Friday, December 13, 2019

Beating About the Bush by M.C. Beaton: Reading Room Review

Another great Agatha Raisin mystery from M.C. Beaton. Agatha is true to form in this 30th book in the series, being in the wrong place at the right time, beating the police to a solution, irritating both friends and others (but still managing to remain a friend), seeking love in all the wrong places, and comparing herself to others instead of realizing what an accomplished and attractive woman she is. Our Agatha is quite the force, and it's always an adventure seeing her push her way through obstacles that would hinder her in solving a murder. All the sidekicks we've come to love are there--Toni and Patrick at work, Mrs. Bloxby, Roy Silver, Bill Wong, and the on-again, off-again lover Charles Fraith. The ensemble is in perfect form for proving an accident is a murder and a donkey is innocent.

Agatha Raisin's detecting firm is hired by a battery-making factory to investigate possible industrial espionage. Indeed there are secrets running rampant at the company, but it has little to do with espionage. Agatha and Toni Gilmour are working the case, as all other personnel at the detecting agency are busy with other cases. They are immediately confronted with a strange atmosphere at the company, with odd employees and a shady HR director. When a death occurs on the grounds of the factory, a donkey named Wizz-Wazz is blamed, but Agatha becomes a champion for the donkey, as she is sure that the death was murder and not an accident. Agatha has fallen for some different sorts over the years, but her affection and support for Wizz-Wazz is a delightful dedication to behold, and it has connections to her childhood wish for a donkey. Just when readers think Agatha is becoming rather crotchety in her middle-age, she shows a soft side that endears her to us all over again.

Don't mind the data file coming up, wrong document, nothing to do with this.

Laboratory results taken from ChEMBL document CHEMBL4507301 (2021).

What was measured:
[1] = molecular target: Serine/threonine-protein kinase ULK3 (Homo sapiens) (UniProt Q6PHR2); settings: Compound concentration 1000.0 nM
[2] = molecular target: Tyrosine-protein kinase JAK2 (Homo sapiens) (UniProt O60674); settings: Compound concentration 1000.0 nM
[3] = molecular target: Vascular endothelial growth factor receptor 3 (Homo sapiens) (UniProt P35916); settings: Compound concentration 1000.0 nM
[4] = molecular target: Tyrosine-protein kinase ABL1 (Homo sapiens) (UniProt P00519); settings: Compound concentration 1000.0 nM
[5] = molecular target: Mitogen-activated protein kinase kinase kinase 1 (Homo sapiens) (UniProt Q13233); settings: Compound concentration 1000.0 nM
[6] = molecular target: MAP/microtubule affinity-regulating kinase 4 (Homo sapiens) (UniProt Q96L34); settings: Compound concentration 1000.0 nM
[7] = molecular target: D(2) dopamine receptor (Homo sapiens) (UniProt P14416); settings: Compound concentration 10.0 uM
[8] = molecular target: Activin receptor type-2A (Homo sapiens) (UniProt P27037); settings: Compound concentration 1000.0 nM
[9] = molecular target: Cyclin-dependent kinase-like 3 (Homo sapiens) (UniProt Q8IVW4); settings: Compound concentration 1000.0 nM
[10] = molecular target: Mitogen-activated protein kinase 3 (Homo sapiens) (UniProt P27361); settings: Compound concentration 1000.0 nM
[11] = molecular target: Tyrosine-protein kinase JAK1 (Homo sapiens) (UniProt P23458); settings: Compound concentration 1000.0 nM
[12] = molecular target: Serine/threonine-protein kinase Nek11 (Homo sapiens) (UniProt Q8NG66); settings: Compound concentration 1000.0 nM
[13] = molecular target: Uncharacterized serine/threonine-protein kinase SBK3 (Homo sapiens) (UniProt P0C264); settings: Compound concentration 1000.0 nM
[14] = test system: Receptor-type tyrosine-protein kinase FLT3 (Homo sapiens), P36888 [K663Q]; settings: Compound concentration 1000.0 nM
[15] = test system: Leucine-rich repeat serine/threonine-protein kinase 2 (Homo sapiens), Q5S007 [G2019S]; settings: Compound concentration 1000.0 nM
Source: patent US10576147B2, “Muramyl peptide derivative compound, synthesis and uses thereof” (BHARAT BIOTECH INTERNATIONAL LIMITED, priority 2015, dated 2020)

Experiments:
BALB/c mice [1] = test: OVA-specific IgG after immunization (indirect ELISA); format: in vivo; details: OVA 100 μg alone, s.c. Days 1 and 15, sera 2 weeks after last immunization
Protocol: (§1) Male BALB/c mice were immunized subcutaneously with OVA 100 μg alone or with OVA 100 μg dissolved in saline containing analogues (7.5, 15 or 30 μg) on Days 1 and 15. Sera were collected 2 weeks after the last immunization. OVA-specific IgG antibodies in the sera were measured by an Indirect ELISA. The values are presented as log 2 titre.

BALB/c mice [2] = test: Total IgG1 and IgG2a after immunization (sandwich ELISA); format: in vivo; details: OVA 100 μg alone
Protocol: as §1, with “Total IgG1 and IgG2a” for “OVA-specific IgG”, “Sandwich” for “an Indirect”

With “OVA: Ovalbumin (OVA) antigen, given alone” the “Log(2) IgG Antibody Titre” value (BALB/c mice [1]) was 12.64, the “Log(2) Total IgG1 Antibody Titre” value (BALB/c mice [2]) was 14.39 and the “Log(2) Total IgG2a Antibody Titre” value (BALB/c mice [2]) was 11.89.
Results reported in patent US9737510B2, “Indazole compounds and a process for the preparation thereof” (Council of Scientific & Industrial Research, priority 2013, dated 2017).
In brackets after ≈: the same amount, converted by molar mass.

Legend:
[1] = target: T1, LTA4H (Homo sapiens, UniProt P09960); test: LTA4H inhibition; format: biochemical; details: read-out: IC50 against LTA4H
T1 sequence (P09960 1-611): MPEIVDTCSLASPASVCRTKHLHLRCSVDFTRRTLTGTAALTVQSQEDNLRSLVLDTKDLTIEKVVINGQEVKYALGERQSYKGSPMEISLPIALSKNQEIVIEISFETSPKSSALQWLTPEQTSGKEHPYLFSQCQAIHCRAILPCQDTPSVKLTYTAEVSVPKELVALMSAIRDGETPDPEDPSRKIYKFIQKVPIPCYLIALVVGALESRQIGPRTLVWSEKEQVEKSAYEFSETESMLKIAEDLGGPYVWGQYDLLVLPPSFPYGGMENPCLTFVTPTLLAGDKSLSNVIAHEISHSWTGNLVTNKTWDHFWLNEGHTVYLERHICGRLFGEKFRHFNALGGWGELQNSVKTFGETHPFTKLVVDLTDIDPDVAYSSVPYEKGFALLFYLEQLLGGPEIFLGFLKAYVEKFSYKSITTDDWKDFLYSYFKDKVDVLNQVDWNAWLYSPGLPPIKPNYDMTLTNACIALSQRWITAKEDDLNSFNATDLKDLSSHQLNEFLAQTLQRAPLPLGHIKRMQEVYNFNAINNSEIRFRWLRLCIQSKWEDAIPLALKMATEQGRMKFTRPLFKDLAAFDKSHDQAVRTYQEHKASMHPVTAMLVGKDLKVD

The ongoing search for a man who will fulfill her dreams and complete her life is still going strong in book 30. Agatha is an accomplished businesswoman and astute detective, but she is terrible at choosing men. She and Sir Charles Fraith have been involved on and off, and they seem to be great together at their best, but something always breaks them apart. And, now Charles is engaged, again. Agatha isn't too worried because Charles' engagements never seem to make it to the alter, but this fiancée might prove a bit more determined. Of course, Sir Charles' butler doesn't want him to get married to anyone, so he might find a way out for his long-time employer.

This series is a great mixture of murder mystery and Agatha's personal mishaps. Readers cheer for her to find her happy ending, but we also have to laugh at how she bungles it. M.C. Beaton has managed to keep readers entertained and thrilled through thirty books now. Beating About the Bush is as much fun as all the other Agatha adventures. I hope that there are many more to come.

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